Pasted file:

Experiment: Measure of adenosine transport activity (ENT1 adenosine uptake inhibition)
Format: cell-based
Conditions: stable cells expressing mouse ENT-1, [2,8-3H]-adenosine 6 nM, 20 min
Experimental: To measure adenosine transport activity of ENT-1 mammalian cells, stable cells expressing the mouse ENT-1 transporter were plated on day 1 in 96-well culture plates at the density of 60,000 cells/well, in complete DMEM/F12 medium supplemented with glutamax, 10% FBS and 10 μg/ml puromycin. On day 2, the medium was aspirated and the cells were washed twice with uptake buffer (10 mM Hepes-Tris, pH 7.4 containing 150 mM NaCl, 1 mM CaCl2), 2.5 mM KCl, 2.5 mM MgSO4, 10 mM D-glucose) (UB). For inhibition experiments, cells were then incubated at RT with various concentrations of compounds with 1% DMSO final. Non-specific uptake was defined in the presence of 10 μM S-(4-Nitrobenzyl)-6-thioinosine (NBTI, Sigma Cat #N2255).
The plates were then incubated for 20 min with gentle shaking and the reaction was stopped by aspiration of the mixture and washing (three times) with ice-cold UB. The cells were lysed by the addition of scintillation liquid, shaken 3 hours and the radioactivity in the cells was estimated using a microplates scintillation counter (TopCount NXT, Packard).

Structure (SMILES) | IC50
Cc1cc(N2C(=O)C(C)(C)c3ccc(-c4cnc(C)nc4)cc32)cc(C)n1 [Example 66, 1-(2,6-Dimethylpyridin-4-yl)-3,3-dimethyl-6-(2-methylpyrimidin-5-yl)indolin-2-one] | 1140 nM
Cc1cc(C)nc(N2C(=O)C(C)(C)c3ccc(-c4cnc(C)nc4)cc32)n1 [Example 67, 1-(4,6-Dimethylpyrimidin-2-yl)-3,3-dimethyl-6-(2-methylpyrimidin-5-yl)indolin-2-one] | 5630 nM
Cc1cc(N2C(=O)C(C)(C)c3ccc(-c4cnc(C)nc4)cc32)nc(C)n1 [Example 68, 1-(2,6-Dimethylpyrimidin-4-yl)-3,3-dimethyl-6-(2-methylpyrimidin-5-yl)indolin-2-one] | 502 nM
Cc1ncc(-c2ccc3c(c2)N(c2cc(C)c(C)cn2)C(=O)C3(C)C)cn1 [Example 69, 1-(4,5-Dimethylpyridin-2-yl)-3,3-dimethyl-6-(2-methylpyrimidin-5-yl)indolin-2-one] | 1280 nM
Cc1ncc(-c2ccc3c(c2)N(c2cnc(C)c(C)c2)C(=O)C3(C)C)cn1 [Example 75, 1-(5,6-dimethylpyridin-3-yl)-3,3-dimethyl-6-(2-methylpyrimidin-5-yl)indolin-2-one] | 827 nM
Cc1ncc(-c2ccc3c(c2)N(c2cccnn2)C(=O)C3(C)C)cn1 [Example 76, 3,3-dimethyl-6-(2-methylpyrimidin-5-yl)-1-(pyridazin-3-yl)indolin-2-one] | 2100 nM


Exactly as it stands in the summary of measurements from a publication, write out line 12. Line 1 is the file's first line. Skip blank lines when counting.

Cc1ncc(-c2ccc3c(c2)N(c2cccnn2)C(=O)C3(C)C)cn1 [Example 76, 3,3-dimethyl-6-(2-methylpyrimidin-5-yl)-1-(pyridazin-3-yl)indolin-2-one] | 2100 nM